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If you break a law today and get away with it for 5 years. If the law that you broke would be repealed 5 years later could you still be prosecuted for breaking the law while it was in effect or does repealing a law include removing all possible prosecutions of possible law-breaking even if the breaking of the law happened while it was still in effect?

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    I would imagine that depends on the law. For example, taking disallowed deductions under tax law that later become legal the answer is probably a sure yes, but an unenforced silly "blue law" like "women can't drink beer while riding a donkey on Sunday" the answer is probably no. Got a specific example? Jul 15, 2022 at 21:59
  • If anybody with real law skills can read this I think it helps answer the question although I'm not 100% certain. - law.cornell.edu/uscode/text/1/109
    – Neil Meyer
    Jul 19, 2022 at 10:46

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In general, yes.

1 USC 109 states that:

The repeal of any statute shall not have the effect to release or extinguish any penalty, forfeiture, or liability incurred under such statute, unless the repealing Act shall so expressly provide, and such statute shall be treated as still remaining in force for the purpose of sustaining any proper action or prosecution for the enforcement of such penalty, forfeiture, or liability.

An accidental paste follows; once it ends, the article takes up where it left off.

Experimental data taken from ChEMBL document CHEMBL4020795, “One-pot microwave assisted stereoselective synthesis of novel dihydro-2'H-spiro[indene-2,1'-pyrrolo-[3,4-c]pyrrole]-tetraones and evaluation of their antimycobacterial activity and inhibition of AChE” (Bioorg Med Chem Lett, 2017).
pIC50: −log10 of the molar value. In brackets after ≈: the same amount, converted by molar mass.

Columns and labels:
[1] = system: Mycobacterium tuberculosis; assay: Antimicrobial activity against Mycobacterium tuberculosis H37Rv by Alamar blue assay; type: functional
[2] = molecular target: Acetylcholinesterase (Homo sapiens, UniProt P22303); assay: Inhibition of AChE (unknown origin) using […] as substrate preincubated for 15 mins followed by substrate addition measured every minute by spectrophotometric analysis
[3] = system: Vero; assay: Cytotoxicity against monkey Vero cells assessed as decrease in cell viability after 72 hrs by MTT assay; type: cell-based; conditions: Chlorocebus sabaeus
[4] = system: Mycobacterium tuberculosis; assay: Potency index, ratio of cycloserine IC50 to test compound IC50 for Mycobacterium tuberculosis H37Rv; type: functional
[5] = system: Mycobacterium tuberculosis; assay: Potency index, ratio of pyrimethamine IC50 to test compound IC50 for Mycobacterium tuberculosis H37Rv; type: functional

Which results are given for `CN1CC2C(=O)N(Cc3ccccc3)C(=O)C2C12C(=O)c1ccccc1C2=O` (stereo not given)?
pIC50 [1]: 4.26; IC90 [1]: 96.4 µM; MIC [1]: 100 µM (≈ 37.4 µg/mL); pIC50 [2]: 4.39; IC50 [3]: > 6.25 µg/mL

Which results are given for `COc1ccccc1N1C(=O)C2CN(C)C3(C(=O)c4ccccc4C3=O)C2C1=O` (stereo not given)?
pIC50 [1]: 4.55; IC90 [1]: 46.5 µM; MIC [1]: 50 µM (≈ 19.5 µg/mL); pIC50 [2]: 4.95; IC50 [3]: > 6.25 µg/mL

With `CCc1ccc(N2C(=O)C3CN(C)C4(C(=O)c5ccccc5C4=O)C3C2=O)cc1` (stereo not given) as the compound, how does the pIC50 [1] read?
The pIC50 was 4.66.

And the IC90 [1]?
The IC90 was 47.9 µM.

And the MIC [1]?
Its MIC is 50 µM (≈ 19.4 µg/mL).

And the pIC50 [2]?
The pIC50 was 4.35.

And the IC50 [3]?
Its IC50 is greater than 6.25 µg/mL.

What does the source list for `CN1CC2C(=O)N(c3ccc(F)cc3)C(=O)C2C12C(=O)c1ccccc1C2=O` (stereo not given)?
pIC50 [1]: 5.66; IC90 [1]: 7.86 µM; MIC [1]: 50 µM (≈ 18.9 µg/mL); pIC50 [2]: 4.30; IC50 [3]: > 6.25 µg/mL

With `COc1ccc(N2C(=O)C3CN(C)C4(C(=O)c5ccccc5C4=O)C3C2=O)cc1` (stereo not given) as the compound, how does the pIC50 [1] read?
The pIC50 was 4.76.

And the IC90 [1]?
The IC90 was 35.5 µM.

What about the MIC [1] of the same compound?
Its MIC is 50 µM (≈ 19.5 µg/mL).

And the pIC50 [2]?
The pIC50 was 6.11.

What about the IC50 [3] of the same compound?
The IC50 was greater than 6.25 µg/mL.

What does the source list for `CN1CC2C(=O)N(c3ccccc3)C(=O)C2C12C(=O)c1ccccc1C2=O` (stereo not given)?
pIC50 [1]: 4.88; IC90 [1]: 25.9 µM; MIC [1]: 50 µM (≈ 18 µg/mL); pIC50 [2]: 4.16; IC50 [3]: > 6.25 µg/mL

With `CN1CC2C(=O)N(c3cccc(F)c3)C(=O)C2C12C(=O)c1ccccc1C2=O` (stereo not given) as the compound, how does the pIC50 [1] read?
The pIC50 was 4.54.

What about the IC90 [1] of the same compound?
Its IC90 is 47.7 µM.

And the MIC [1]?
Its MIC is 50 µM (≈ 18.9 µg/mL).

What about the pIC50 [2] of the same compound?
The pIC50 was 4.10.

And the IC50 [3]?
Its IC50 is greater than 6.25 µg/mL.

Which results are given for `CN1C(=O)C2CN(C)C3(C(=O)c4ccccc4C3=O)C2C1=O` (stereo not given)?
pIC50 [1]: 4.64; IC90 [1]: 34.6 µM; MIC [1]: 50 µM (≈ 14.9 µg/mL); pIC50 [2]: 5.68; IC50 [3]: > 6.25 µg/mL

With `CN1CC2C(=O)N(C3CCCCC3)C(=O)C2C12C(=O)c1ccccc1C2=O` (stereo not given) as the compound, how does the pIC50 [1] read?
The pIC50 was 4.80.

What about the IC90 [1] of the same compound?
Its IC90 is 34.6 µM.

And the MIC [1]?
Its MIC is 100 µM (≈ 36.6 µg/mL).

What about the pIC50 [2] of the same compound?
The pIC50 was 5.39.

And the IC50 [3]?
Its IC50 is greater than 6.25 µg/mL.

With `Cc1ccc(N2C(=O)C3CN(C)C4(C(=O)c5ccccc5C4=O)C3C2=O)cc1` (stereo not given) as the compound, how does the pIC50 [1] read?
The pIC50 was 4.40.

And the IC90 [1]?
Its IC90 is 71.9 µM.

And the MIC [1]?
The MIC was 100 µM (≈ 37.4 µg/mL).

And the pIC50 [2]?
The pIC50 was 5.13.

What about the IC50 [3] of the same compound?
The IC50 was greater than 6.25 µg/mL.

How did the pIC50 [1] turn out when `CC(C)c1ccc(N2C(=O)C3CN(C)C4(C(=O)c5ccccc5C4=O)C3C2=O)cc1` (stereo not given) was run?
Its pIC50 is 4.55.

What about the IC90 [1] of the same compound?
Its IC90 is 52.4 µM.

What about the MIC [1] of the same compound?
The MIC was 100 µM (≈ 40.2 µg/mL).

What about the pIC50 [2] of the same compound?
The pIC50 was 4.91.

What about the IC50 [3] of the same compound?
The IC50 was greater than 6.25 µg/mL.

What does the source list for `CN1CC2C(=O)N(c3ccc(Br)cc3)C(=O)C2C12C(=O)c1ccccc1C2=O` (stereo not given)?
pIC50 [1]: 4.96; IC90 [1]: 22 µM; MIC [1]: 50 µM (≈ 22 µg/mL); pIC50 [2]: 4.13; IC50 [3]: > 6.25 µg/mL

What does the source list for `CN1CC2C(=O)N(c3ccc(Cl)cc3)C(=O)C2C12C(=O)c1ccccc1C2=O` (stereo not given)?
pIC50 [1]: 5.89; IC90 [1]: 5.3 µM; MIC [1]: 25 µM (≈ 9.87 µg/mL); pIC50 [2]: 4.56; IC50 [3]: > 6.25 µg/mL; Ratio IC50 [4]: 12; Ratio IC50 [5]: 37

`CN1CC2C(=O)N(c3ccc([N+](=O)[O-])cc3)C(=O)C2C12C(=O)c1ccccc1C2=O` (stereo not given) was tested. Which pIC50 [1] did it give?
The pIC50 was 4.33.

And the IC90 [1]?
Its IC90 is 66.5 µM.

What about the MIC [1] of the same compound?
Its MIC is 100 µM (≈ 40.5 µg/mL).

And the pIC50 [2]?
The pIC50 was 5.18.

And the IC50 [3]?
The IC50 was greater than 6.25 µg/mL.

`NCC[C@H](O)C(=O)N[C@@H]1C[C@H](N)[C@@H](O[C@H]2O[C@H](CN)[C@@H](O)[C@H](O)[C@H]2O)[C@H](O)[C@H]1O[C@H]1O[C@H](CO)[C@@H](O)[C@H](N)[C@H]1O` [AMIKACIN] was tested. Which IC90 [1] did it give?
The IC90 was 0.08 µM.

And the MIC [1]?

Translated into plain English, this means that if you were to smoke marijuana in a Yellowstone National Park campground today, and Congress were to pass an act saying "28 USC 841 is repealed" tomorrow, you could still be arrested and convicted for possession of a controlled substance next week. However, if the act instead stated "28 USC 841 is repealed and no retroactive prosecutions shall take place", then you can't be convicted.

(The other half of 1 USC 109 is basically the same thing, applied to temporary laws: if a temporary law expires, you can still be prosecuted for actions taken while the law was in effect, unless the law states otherwise.)

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